Improving breast cancer care in Palestine: MAP’s latest medical delegation

This week, MAP is supporting the visit of a multidisciplinary team of breast cancer specialists from the UK to the West Bank as part of our continuing work to improve breast cancer care for Palestinian women.

Though breast cancer is now one of the best understood and most treatable forms of cancer, survival rates for women affected by the disease in the occupied Palestinian territory are low. Palestinian women living under Israel’s occupation face significant challenges to accessing adequate care, in part due to restrictions on freedom of movement for patients needing treatment and for health workers needing to travel for training and other professional development opportunities.

During the week-long mission, this medical team visited the MAP-supported Dunya Women’s Cancer Centre in Ramallah to assess diagnostic and care services. They also spent time at the Rafidiyah hospital in Nablus, where they held an outpatient clinic and performed surgeries for women with breast cancer alongside the hospital’s surgical team.

On Wednesday, they took part in the National Palestinian Conference on Cancer Prevention in Ramallah, headed by Dr. Asad Ramlawi, Deputy Minister of Health. Dr Anthony Maxwell, a Consultant Radiologist from Manchester, presented to delegates on the topic of diagnostic pathways for breast cancer, highlighting the importance of a multidisciplinary approach to diagnosis which involves oncologists, nurse specialists, radiologists and surgeons. Dr Nabanita Bose, a Medical Oncologist from Scotland, also presented on improving treatment pathways for breast cancer.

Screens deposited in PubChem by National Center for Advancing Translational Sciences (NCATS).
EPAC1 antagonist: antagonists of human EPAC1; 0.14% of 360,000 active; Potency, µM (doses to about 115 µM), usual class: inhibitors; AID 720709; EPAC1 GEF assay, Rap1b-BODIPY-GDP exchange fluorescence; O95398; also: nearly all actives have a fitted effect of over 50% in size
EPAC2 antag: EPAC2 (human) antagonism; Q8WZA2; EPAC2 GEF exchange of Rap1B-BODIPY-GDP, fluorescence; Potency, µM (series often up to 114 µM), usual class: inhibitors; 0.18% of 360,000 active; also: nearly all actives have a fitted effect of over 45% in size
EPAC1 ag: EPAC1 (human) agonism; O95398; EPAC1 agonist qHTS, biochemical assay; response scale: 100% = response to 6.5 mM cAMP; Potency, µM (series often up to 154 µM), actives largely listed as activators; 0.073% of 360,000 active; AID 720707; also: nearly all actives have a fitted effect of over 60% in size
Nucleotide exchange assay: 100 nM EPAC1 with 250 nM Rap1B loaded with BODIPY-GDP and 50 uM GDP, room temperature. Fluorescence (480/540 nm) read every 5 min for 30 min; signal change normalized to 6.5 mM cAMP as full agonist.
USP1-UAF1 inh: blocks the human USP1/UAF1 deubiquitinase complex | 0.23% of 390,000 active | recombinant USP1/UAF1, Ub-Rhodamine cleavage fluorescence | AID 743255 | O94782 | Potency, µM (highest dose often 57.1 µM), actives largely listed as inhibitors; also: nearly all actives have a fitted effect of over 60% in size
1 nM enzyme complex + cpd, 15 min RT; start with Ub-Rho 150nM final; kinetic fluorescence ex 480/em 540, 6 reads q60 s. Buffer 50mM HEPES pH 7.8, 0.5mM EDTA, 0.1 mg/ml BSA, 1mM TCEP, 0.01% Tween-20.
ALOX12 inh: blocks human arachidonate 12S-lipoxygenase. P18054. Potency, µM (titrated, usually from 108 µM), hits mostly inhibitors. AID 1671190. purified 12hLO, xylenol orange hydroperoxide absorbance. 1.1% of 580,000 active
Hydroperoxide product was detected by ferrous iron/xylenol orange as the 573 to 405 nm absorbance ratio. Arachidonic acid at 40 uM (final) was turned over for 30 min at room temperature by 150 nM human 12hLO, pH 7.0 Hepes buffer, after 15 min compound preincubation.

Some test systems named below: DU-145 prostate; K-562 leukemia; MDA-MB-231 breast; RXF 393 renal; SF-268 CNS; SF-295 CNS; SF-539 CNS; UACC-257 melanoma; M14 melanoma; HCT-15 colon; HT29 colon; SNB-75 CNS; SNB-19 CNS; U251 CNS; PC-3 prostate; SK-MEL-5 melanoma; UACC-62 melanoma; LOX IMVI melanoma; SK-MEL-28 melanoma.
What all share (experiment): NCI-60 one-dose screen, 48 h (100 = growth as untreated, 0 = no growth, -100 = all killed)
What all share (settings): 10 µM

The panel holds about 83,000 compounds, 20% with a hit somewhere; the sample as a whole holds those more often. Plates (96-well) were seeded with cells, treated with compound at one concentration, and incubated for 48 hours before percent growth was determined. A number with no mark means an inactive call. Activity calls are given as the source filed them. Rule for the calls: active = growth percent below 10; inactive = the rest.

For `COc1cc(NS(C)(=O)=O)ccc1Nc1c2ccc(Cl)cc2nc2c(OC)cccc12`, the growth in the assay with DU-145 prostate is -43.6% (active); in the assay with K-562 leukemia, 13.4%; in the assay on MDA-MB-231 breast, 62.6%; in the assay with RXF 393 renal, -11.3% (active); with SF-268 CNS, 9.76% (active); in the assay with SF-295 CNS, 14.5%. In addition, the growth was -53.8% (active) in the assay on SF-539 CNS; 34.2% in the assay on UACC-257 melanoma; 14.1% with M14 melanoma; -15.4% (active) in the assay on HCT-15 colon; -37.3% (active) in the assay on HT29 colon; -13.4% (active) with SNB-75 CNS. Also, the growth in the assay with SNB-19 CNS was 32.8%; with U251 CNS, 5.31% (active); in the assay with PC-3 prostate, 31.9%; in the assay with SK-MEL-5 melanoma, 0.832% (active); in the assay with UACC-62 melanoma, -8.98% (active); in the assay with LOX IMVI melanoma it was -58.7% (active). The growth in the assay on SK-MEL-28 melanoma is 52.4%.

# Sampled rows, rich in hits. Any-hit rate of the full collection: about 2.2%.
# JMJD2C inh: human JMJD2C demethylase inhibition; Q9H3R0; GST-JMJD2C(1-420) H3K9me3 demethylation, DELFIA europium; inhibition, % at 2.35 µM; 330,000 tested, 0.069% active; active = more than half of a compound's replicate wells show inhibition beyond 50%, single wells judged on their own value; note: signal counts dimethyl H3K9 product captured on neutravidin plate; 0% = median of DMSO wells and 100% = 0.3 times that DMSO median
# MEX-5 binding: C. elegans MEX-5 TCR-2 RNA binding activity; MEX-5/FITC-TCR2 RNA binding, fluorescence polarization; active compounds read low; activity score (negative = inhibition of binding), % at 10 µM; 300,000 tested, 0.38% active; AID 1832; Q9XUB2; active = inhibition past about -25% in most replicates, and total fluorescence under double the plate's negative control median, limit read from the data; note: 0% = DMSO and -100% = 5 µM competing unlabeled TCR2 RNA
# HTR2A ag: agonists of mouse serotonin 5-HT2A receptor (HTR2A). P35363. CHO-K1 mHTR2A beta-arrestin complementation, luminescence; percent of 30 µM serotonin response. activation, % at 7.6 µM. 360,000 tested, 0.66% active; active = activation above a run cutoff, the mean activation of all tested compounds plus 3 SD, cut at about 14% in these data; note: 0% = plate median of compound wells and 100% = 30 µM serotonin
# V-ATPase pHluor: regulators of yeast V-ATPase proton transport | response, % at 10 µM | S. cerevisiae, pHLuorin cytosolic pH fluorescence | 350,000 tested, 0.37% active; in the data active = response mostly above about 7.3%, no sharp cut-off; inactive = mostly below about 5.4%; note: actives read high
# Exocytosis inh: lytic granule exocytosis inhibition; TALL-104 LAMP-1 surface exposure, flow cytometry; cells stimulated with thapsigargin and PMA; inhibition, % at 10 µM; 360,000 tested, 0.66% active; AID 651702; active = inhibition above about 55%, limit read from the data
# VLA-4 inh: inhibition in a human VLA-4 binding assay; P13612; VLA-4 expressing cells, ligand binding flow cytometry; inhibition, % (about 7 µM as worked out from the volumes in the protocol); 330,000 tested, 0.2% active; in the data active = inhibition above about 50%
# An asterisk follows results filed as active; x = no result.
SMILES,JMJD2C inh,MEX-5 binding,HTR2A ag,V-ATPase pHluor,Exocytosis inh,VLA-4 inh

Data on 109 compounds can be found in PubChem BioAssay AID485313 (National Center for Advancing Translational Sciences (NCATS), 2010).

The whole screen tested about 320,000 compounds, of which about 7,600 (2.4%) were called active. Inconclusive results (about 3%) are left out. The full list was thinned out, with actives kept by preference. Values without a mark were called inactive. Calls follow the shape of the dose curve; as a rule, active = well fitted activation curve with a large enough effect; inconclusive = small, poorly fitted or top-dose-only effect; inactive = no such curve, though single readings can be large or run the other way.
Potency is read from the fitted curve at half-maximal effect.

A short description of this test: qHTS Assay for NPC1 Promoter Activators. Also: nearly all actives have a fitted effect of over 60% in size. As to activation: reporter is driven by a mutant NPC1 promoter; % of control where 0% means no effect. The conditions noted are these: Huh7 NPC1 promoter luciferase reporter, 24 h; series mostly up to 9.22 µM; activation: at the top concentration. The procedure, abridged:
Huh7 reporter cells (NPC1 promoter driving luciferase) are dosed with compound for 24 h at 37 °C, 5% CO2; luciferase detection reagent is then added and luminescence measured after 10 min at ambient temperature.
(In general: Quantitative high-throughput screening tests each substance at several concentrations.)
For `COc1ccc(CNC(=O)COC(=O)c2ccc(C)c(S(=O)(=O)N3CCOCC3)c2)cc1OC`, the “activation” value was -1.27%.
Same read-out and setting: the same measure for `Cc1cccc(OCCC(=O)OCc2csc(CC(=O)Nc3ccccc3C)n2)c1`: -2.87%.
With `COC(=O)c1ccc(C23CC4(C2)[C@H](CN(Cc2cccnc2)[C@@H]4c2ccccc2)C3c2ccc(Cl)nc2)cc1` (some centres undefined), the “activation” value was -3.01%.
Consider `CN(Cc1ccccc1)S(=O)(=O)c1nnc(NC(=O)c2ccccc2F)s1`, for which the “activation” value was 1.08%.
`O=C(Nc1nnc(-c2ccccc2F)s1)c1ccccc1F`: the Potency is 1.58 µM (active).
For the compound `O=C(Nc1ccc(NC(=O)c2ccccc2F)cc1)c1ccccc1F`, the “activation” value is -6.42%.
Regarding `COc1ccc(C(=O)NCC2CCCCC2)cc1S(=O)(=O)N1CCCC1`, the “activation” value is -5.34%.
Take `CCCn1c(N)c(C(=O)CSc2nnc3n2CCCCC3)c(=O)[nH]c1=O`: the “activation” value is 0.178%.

Also at the conference, MAP's Director of Programmes in the West Bank, Mira Mukarker, outlined MAP's role in supporting breast cancer prevention and care interventions in Palestine, on a panel discussion which included representatives of the World Health Organization (WHO), UNRWA and the UN Population Fund (UNFPA).

This week’s medical mission is just the latest stage in MAP’s breast cancer project, which will, over the next three years, support local staff to help improve diagnostic, referral and treatment systems with the aim of improving survival rates for women across the occupied Palestinian territory.

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